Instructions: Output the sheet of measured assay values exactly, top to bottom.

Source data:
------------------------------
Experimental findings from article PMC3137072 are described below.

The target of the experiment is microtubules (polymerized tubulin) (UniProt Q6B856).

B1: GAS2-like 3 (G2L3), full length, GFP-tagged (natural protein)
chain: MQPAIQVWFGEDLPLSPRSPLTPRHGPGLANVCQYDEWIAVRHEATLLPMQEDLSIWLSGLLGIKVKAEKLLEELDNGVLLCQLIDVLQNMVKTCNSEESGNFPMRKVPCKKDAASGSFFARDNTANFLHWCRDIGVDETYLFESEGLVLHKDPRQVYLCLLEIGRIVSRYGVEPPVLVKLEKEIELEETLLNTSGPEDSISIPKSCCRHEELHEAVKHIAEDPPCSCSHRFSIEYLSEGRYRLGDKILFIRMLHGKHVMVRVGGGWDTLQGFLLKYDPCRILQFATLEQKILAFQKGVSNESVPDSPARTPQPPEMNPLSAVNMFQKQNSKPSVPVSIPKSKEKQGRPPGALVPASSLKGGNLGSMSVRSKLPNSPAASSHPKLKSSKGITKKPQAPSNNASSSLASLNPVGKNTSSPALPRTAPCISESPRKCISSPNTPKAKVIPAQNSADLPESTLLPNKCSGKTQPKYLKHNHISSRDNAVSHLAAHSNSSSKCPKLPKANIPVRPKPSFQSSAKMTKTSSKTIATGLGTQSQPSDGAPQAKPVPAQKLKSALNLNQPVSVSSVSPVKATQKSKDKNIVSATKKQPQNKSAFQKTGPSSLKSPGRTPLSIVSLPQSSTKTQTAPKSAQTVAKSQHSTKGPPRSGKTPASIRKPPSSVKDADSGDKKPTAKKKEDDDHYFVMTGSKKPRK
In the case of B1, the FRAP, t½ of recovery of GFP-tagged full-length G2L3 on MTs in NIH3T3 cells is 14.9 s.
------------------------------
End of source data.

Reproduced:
Experimental findings from article PMC3137072 are described below.

The target of the experiment is microtubules (polymerized tubulin) (UniProt Q6B856).

B1: GAS2-like 3 (G2L3), full length, GFP-tagged (natural protein)
chain: MQPAIQVWFGEDLPLSPRSPLTPRHGPGLANVCQYDEWIAVRHEATLLPMQEDLSIWLSGLLGIKVKAEKLLEELDNGVLLCQLIDVLQNMVKTCNSEESGNFPMRKVPCKKDAASGSFFARDNTANFLHWCRDIGVDETYLFESEGLVLHKDPRQVYLCLLEIGRIVSRYGVEPPVLVKLEKEIELEETLLNTSGPEDSISIPKSCCRHEELHEAVKHIAEDPPCSCSHRFSIEYLSEGRYRLGDKILFIRMLHGKHVMVRVGGGWDTLQGFLLKYDPCRILQFATLEQKILAFQKGVSNESVPDSPARTPQPPEMNPLSAVNMFQKQNSKPSVPVSIPKSKEKQGRPPGALVPASSLKGGNLGSMSVRSKLPNSPAASSHPKLKSSKGITKKPQAPSNNASSSLASLNPVGKNTSSPALPRTAPCISESPRKCISSPNTPKAKVIPAQNSADLPESTLLPNKCSGKTQPKYLKHNHISSRDNAVSHLAAHSNSSSKCPKLPKANIPVRPKPSFQSSAKMTKTSSKTIATGLGTQSQPSDGAPQAKPVPAQKLKSALNLNQPVSVSSVSPVKATQKSKDKNIVSATKKQPQNKSAFQKTGPSSLKSPGRTPLSIVSLPQSSTKTQTAPKSAQTVAKSQHSTKGPPRSGKTPASIRKPPSSVKDADSGDKKPTAKKKEDDDHYFVMTGSKKPRK
In the case of B1, the FRAP, t½ of recovery of GFP-tagged full-length G2L3 on MTs in NIH3T3 cells is 14.9 s.